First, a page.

Advisers are less optimistic about their clients' understanding of ESG issues than the clients themselves, according to research from Embark.
A November survey from the retirement platform found three in five consumers (62 per cent) were confident their adviser had adequately communicated their options in relation to ESG investments.
But advisers were only confident that an average of two in five (41 per cent) of their clients understood their options on ESG, although 79 per cent of advisers were confident about their ability to consider ESG factors in the investment selection process.
At the same time advised consumers were found to be more confident in understanding their ESG position than unadvised consumers.
Seven in 10 advised consumers (69 per cent) were confident they understood the ESG position in their investment portfolios, compared to a third (33 per cent) of unadvised consumers.
Thomas Rostron, chief executive officer of Horizon by Embark, said: “Whilst the majority of financial advisers are confident of their ability to take ESG considerations into account in the investment selection process, retail investors aren’t quite at the same level of conviction.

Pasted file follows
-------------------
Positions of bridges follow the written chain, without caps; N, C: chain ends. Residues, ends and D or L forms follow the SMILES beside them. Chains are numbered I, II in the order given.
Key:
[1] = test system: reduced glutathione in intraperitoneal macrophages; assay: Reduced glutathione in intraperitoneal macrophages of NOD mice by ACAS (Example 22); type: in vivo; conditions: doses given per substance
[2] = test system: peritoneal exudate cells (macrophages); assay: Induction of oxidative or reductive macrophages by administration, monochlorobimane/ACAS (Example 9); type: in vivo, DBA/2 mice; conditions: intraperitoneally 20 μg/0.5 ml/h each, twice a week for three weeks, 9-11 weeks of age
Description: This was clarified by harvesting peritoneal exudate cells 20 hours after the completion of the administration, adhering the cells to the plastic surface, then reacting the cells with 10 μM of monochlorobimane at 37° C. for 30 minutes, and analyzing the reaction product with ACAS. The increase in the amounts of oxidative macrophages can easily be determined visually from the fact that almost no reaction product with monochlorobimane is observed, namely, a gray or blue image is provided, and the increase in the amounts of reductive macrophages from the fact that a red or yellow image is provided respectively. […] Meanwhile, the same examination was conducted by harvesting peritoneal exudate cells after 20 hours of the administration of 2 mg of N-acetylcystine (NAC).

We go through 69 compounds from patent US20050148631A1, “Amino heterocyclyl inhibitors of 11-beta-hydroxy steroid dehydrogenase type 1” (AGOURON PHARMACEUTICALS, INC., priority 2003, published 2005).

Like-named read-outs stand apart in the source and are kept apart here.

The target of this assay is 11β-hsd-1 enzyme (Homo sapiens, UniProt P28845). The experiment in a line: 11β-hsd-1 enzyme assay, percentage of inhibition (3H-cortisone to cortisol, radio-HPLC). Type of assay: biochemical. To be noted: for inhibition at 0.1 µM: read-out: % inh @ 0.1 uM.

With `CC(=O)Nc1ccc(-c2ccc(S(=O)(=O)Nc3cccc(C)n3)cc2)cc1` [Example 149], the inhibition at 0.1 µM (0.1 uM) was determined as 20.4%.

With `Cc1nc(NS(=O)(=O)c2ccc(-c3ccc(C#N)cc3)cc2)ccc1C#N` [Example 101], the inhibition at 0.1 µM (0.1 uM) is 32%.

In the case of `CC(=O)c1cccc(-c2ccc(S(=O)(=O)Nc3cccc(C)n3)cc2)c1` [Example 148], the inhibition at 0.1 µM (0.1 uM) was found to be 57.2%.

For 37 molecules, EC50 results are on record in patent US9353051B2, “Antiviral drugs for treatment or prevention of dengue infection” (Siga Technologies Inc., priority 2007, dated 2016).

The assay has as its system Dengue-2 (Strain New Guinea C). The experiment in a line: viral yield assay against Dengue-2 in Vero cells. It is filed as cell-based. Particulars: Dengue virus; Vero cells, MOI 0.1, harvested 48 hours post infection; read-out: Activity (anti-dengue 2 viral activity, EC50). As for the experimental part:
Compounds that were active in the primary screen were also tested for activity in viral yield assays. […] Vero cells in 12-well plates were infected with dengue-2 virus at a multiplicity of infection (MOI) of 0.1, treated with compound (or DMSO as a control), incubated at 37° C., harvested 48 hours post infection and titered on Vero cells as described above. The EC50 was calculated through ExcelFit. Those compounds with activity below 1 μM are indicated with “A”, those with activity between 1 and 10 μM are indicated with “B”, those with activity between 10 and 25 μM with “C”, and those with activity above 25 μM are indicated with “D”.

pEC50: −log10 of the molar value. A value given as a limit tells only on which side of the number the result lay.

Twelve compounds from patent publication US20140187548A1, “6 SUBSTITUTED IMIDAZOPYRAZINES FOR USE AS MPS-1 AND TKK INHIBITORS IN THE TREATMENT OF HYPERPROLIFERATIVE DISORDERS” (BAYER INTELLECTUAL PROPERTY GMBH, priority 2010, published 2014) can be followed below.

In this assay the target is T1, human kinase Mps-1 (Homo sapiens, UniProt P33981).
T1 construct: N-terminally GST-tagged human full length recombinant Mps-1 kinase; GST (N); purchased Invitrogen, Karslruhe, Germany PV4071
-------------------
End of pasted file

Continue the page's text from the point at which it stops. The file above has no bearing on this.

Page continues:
“The gap between advised and unadvised consumers is particularly interesting. It suggests that advised investors are benefiting from the knowledge and expertise offered to them.
"The gap between these groups may continue to grow, as advisers develop further resources for explaining ESG within their investment process that unadvised consumers are unlikely to have access to.”
Martin Brown, managing partner at Continuum, said: “Investors, both individuals and institutions, are increasingly looking to put their funds to work where there is scope for a greater good, rather than just financial return.
“There is a growing awareness of ESG within the market, but there still remains a significant gap in both client education and adviser education that needs to be addressed, to fully understand the complexities of this area.”
Figures from the Investment Association showed responsible investment funds saw net flows of £7.1bn in the nine months to September last year, 275 per cent more than the £1.9bn measured in the first three quarters of 2019.
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